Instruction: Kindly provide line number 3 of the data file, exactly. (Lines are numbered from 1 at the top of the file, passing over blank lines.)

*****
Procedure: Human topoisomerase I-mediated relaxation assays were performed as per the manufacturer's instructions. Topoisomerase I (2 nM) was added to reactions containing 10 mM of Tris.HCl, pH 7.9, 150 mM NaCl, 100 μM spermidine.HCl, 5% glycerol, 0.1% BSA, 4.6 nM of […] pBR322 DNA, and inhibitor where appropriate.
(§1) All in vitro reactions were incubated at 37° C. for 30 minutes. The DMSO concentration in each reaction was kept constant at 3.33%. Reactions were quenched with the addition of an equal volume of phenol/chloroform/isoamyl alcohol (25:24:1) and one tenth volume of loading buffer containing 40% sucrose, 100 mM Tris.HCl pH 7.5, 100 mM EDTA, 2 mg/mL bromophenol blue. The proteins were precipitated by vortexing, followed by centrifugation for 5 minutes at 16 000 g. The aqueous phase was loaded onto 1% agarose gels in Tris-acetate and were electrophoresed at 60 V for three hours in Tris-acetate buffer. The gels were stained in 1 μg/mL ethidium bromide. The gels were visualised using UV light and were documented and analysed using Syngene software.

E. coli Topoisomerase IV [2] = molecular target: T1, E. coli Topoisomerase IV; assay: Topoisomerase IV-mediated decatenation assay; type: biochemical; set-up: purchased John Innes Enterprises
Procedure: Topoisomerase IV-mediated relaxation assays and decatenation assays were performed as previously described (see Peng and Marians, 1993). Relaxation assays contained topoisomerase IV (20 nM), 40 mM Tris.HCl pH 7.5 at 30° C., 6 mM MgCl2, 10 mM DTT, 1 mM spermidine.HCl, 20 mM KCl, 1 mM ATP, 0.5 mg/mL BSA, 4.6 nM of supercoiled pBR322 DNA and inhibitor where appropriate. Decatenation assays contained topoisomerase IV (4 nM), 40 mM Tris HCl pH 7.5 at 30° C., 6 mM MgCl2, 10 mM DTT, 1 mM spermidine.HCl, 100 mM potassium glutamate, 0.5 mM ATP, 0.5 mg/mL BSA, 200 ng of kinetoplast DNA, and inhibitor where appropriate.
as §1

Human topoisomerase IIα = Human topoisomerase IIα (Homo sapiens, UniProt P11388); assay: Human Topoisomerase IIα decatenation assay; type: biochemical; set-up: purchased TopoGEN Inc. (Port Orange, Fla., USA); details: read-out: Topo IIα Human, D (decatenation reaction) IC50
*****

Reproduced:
E. coli Topoisomerase IV [2] = molecular target: T1, E. coli Topoisomerase IV; assay: Topoisomerase IV-mediated decatenation assay; type: biochemical; set-up: purchased John Innes Enterprises